Date of Award

8-1-2017

Degree Name

Master of Science

Department

Forestry

First Advisor

Nielsen, Clay

Abstract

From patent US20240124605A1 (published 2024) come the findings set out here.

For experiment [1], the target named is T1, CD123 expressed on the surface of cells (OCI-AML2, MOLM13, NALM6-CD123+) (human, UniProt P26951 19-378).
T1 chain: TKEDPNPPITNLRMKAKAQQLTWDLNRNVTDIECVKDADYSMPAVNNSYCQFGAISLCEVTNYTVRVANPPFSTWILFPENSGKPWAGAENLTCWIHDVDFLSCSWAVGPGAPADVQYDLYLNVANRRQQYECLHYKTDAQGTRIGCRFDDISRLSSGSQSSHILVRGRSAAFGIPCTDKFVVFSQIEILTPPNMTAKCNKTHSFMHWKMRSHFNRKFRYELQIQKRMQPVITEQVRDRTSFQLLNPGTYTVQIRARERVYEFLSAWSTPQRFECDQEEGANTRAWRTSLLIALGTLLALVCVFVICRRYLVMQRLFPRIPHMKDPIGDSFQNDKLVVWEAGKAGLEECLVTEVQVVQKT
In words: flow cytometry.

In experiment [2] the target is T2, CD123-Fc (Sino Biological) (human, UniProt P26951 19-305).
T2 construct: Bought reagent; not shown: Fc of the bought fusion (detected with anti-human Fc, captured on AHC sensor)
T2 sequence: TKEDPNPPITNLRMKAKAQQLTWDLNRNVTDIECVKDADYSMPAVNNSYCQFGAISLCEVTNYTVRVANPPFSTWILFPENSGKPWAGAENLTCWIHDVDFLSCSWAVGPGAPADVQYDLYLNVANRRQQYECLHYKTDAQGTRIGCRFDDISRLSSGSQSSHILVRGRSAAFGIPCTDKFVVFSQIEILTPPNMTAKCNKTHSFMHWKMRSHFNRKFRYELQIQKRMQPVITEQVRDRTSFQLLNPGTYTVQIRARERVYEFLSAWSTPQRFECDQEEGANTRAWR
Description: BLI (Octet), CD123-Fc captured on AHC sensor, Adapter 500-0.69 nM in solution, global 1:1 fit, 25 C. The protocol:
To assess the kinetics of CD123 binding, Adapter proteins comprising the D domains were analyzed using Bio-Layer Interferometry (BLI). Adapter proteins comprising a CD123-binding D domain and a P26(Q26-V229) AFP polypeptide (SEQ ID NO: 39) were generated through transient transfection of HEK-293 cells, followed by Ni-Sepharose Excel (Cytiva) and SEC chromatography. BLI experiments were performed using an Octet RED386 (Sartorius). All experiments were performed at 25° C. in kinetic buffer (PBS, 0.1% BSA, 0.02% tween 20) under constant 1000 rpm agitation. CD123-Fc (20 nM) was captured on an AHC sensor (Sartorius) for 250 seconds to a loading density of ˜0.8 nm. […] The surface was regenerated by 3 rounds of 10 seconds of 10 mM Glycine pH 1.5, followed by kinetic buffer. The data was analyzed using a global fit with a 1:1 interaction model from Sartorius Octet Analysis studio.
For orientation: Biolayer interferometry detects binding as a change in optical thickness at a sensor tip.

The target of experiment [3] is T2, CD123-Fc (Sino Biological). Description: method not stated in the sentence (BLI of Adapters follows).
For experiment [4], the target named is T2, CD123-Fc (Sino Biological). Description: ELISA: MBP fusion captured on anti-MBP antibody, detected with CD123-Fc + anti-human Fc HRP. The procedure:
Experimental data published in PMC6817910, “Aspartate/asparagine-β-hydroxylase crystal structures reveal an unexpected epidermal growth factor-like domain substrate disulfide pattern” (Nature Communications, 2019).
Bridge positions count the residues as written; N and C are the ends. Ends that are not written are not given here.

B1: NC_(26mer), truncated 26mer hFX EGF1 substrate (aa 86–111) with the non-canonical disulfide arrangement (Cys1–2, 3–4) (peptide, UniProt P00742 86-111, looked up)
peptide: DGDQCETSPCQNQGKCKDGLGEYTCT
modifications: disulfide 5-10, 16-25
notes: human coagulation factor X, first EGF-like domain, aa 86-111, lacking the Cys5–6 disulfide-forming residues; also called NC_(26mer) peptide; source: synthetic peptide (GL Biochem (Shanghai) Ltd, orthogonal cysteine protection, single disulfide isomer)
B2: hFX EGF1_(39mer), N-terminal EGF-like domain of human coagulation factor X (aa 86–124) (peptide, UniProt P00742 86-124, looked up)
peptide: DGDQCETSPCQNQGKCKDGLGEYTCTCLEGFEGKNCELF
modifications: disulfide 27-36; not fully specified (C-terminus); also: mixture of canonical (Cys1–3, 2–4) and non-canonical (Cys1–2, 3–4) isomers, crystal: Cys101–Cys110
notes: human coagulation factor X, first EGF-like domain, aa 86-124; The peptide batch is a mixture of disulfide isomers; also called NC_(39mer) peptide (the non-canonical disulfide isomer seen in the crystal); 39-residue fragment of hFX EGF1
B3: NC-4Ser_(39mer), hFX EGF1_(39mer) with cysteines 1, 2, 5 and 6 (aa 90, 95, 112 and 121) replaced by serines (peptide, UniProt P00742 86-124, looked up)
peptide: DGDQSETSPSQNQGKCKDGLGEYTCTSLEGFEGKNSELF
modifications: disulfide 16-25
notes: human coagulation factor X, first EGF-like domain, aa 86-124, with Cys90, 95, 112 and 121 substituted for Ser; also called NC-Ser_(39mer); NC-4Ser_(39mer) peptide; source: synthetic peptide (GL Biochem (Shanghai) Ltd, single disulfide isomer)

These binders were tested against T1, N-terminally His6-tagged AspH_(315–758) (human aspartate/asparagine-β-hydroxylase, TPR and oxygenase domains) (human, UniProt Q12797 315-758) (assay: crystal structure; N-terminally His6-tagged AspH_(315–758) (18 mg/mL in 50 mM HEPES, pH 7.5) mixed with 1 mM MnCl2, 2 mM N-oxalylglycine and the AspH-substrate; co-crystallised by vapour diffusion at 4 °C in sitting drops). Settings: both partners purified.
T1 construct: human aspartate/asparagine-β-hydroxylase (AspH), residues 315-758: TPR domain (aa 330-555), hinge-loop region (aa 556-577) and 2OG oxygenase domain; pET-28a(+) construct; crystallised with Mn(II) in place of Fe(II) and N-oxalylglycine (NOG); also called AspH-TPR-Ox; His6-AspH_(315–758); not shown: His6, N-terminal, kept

In one of the first reintroductions of a semi-wild population of bison (Bison bison) east of the Mississippi River, The Nature Conservancy reintroduced bison to the Nachusa Grasslands in northern Illinois in October 2014. Given the novelty of such efforts, questions remain regarding how human activity and prairie management affect bison habitat selection. My objective was to quantify bison habitat selection during 2014-16 to address literature gaps while investigating seasonal and annual changes. In October 2014, The Nature Conservancy collared 7 female bison with Lotek Iridium TrackM 3D and 4D collars programmed to take hourly locations. I randomly selected 1 bison location each hour to represent herd location and divided the resulting locations by season. Using resource selection functions, I compared the influence of land cover type, fire management, and concentrated human activity on habitat selection across seasons and at 2 scales: patch and enclosure. Land cover was consistently the best-fit model across seasons and scales with the exception of Winter 2016 at the enclosure scale. Bison strongly selected for partial restorations but showed no strong seasonal land cover selection trends. Bison selected for recently-burned prairie with the exception of Summer 2015 at the enclosure scale. At the patch scale, bison selected for areas closer to disturbed areas but did not show a strong trend at the enclosure scale. With a better understanding of how bison grazing is influenced by restoration management, wildlife managers can make better-informed decisions regarding bison restoration and public use.

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